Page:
Through my experiences I have found the definitions and ways people interact with and describe the food spaces in their lives to be very fluid. People choose where to shop and buy their food based on income, personal preferences, health risks, supporting local economy, “voting with your food dollar or fork” and many other reasons. Every bite you place in your mouth, every item of food you purchase at a market of any kind is a political choice. Corporations are feeding us their politics and it is time for a change; this is where the movements happening locally, nationally and culturally are vital in creating and impacting change.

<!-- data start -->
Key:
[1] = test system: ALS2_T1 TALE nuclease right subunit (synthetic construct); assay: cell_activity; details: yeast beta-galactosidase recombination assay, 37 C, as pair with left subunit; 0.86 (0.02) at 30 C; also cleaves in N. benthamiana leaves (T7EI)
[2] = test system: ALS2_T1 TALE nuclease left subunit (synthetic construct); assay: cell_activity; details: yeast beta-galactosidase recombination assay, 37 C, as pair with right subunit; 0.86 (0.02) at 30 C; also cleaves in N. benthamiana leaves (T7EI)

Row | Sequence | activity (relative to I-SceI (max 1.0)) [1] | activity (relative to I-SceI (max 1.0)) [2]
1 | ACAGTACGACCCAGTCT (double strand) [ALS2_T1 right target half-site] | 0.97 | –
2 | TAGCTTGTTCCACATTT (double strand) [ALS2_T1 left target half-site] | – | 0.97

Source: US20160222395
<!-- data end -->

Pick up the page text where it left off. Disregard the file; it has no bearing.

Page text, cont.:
The research I have completed to date has been to create conversations within these food spaces addressing the issues of food access and discover ways to participate in food justice and activism in the Carnation valley and surrounding areas. Through my research I have engaged with farmers, grocers, farmers market vendors, parents, community leaders and kids to gain a better understanding of these spaces and the people interacting with them. I created a blog for people to engage in conversation and a space for voices to be heard and dialogue together. My greatest hope in creating this blog has been to create a conversation – a place for people to find and share information about farmers markets, local grocery stores, community supported agriculture (CSA‟s) and food and nature education programs; to share their passion for food, local eateries and discover where our food comes from; to read and watch and then take this knowledge and teach others. David Harvey, leading social theorist, asks, „So who and where are the agents of social change?‟ His answer is, „everyone, everywhere‟. Each of us can create change in the spaces we interact with on a daily basis and the people we come in contact with for however brief a moment. This is my greatest hope with the work I have done – someone will be inspired to become more aware of the food system in their community, the food choices they make and how far reaching the ripple effects are of the choices they make; perhaps to become involved in the food movement and activism in their area.